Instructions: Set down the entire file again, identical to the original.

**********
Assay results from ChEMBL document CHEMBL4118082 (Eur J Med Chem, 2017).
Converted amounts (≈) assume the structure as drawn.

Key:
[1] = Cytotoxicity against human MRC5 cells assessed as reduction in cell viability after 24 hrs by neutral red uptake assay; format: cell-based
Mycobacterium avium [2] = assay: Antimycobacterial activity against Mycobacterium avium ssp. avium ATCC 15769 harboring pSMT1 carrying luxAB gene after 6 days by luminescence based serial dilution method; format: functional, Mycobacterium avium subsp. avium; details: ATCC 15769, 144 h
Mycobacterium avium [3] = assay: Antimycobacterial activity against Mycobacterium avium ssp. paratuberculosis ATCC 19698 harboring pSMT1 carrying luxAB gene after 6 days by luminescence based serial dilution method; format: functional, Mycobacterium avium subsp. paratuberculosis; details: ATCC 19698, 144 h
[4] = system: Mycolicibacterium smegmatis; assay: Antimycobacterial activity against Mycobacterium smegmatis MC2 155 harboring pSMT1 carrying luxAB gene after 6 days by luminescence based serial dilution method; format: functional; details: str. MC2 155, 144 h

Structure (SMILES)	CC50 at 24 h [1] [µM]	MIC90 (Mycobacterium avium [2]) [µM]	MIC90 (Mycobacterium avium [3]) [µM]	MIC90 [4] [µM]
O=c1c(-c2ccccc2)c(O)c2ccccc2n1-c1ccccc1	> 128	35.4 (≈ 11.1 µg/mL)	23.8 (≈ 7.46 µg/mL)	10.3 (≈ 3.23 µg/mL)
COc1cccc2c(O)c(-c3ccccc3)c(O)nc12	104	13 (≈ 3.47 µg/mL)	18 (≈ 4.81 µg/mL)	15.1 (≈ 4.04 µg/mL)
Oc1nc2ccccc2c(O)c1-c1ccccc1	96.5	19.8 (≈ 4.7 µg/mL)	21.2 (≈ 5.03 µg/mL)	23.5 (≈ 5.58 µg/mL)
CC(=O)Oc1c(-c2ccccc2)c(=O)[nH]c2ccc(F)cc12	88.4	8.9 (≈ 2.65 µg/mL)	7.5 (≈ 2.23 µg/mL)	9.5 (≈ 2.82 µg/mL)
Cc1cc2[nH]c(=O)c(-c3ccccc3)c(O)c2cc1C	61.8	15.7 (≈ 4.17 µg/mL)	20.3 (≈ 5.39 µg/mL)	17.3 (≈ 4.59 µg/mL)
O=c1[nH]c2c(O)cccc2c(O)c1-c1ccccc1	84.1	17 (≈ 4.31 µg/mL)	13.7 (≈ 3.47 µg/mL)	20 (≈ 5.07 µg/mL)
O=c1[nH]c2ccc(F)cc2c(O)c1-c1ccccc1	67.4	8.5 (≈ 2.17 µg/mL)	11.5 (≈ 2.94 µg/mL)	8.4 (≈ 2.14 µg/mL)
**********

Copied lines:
Assay results from ChEMBL document CHEMBL4118082 (Eur J Med Chem, 2017).
Converted amounts (≈) assume the structure as drawn.

Key:
[1] = Cytotoxicity against human MRC5 cells assessed as reduction in cell viability after 24 hrs by neutral red uptake assay; format: cell-based
Mycobacterium avium [2] = assay: Antimycobacterial activity against Mycobacterium avium ssp. avium ATCC 15769 harboring pSMT1 carrying luxAB gene after 6 days by luminescence based serial dilution method; format: functional, Mycobacterium avium subsp. avium; details: ATCC 15769, 144 h
Mycobacterium avium [3] = assay: Antimycobacterial activity against Mycobacterium avium ssp. paratuberculosis ATCC 19698 harboring pSMT1 carrying luxAB gene after 6 days by luminescence based serial dilution method; format: functional, Mycobacterium avium subsp. paratuberculosis; details: ATCC 19698, 144 h
[4] = system: Mycolicibacterium smegmatis; assay: Antimycobacterial activity against Mycobacterium smegmatis MC2 155 harboring pSMT1 carrying luxAB gene after 6 days by luminescence based serial dilution method; format: functional; details: str. MC2 155, 144 h

Structure (SMILES)	CC50 at 24 h [1] [µM]	MIC90 (Mycobacterium avium [2]) [µM]	MIC90 (Mycobacterium avium [3]) [µM]	MIC90 [4] [µM]
O=c1c(-c2ccccc2)c(O)c2ccccc2n1-c1ccccc1	> 128	35.4 (≈ 11.1 µg/mL)	23.8 (≈ 7.46 µg/mL)	10.3 (≈ 3.23 µg/mL)
COc1cccc2c(O)c(-c3ccccc3)c(O)nc12	104	13 (≈ 3.47 µg/mL)	18 (≈ 4.81 µg/mL)	15.1 (≈ 4.04 µg/mL)
Oc1nc2ccccc2c(O)c1-c1ccccc1	96.5	19.8 (≈ 4.7 µg/mL)	21.2 (≈ 5.03 µg/mL)	23.5 (≈ 5.58 µg/mL)
CC(=O)Oc1c(-c2ccccc2)c(=O)[nH]c2ccc(F)cc12	88.4	8.9 (≈ 2.65 µg/mL)	7.5 (≈ 2.23 µg/mL)	9.5 (≈ 2.82 µg/mL)
Cc1cc2[nH]c(=O)c(-c3ccccc3)c(O)c2cc1C	61.8	15.7 (≈ 4.17 µg/mL)	20.3 (≈ 5.39 µg/mL)	17.3 (≈ 4.59 µg/mL)
O=c1[nH]c2c(O)cccc2c(O)c1-c1ccccc1	84.1	17 (≈ 4.31 µg/mL)	13.7 (≈ 3.47 µg/mL)	20 (≈ 5.07 µg/mL)
O=c1[nH]c2ccc(F)cc2c(O)c1-c1ccccc1	67.4	8.5 (≈ 2.17 µg/mL)	11.5 (≈ 2.94 µg/mL)	8.4 (≈ 2.14 µg/mL)